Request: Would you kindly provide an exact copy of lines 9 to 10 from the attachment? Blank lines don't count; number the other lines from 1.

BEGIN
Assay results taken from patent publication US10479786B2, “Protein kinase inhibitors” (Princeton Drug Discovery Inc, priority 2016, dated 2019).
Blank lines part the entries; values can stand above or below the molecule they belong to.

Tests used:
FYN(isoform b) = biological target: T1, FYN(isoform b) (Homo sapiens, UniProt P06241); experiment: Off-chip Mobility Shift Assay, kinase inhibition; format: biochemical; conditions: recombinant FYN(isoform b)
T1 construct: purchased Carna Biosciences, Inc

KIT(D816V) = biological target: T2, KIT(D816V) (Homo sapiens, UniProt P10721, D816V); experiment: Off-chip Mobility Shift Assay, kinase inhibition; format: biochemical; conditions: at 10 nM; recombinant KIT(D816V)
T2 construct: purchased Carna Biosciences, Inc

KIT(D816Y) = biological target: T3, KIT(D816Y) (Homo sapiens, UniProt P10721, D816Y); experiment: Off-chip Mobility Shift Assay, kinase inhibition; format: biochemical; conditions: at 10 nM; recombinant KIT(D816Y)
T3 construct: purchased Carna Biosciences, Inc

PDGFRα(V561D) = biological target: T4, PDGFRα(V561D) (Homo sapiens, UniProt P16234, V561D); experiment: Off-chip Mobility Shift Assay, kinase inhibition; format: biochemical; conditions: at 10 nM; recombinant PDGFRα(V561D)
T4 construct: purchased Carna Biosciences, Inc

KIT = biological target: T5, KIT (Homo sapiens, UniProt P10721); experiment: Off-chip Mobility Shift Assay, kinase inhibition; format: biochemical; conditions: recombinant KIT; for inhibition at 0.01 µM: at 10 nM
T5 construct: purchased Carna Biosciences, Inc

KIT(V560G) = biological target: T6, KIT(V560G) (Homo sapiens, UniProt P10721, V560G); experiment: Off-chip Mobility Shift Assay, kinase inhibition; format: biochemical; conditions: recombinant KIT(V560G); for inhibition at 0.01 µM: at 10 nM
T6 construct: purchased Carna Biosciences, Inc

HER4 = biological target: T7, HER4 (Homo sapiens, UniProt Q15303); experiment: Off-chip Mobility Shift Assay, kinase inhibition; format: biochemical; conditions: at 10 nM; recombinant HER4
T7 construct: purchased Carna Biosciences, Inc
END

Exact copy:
T3 construct: purchased Carna Biosciences, Inc

PDGFRα(V561D) = biological target: T4, PDGFRα(V561D) (Homo sapiens, UniProt P16234, V561D); experiment: Off-chip Mobility Shift Assay, kinase inhibition; format: biochemical; conditions: at 10 nM; recombinant PDGFRα(V561D)